Donut Shop Owner Aims Billboard Ad Statement at NFL National Anthem Protests

October 24, 2017 Updated: October 28, 2017

A popular donut chain in York County, Pennsylvania made headlines by hosting a billboard that comments on the NFL national anthem protests.

The Maple Donuts billboard reads, “Maple Donuts takes a stand not a knee.” Locals and social media users have had varying reactions to the message that refers to the phenomena of kneeling during the national anthem. Taking a knee has become a form of protest before NFL games and by players in other sports leagues that are copying the trend.

“It just went right in line with our company values,” said Jim Nelson, a manager for Maple Donuts, when explaining the billboard ad to Fox 43. He says the statement on the board is “100 percent patriotic.”

According to the York Daily Record, Maple Donuts owner Charlie Burnside’s grandfather came to America from Sicily. When Burnside was young, his father instilled in him a deep appreciation of both his Italian homeland and his adopted country. The patriotic statement goes along with the American flags that surround the store.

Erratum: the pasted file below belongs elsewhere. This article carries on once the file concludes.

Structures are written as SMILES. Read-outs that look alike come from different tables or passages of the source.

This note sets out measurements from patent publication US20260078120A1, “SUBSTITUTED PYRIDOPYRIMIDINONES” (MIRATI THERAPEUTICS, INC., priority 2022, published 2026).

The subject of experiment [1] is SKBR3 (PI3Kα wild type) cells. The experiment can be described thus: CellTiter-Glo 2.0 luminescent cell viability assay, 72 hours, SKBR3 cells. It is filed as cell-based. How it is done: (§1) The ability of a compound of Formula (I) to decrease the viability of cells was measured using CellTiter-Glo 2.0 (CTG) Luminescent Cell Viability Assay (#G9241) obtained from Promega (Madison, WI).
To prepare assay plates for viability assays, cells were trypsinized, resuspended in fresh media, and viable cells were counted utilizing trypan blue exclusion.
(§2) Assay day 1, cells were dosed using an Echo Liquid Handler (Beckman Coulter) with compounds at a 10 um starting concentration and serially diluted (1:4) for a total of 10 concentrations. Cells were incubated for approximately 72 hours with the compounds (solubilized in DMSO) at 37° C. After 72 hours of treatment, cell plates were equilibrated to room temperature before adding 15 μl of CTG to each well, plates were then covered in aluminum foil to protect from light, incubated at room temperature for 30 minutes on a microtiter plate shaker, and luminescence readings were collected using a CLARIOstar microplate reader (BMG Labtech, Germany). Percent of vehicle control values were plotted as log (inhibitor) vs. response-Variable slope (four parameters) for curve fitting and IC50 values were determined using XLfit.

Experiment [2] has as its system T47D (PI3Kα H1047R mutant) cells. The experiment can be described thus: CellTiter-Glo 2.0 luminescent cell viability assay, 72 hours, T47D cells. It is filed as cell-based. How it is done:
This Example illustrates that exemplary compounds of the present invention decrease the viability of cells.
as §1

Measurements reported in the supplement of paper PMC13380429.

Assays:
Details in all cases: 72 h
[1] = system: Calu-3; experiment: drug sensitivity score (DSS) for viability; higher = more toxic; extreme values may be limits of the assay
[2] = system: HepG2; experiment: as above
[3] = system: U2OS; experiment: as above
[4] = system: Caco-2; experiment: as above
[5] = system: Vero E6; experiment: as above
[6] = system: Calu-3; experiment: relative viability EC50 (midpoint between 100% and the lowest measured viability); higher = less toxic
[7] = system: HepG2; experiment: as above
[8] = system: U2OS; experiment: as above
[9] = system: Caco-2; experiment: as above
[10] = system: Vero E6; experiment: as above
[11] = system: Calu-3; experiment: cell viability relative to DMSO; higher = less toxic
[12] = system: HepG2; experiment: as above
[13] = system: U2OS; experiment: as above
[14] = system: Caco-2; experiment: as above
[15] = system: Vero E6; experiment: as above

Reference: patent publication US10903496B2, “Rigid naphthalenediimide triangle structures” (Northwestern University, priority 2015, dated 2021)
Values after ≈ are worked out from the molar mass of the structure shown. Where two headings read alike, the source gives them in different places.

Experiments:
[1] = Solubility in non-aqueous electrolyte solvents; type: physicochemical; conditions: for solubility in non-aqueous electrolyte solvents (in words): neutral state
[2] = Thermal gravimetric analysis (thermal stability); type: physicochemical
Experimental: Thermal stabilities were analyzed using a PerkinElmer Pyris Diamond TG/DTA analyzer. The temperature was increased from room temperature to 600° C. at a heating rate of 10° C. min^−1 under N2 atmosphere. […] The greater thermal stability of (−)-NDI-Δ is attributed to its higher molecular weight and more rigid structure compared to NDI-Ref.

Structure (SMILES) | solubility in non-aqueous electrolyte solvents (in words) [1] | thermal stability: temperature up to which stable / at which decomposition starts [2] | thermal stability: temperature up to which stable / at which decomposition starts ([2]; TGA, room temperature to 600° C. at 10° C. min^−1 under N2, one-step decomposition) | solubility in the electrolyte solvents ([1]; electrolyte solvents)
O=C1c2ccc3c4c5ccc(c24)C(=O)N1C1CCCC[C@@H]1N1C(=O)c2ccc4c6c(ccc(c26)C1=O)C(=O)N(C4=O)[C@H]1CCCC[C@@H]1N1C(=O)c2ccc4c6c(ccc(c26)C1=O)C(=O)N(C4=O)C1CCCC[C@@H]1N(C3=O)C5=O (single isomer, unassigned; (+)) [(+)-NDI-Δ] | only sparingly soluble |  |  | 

“He takes advantage of current events and incorporates it with his advertising, and he’s done some really cool things, and you can’t blame him for that. That’s good business, I think,” said local business owner Joe Oaster, when talking about Burnside.

The rest of the message on the electronic billboard reads, “Every Football Sunday We Will Have Red, White & Blue Donuts.”

This isn’t the first time Maple Donuts has incorporated current events into its business advertising. Before former football player and convicted criminal O.J. Simpson was released from prison, the franchise offered free juice in its “O.J. Is Free” campaign. It was the third time the company had a promotion related to O.J. Simpson. Maple Donuts also started offering a cherry-filled, vanilla cream-topped, Donald Trump themed doughnut after his 2016 election win.

The NFL national anthem protest issue has yet to be fully resolved. Since seeing the billboard message, some feel its a show of support for racism, which some of the players have said is the reason for the protests. Others don’t make a connection between the two issues, and see national anthem protests as a slight to the military and the nation. Regardless, the protests continue to cut into profits and ratings, as people who don’t agree with the athletes have increasingly stopped following pro football.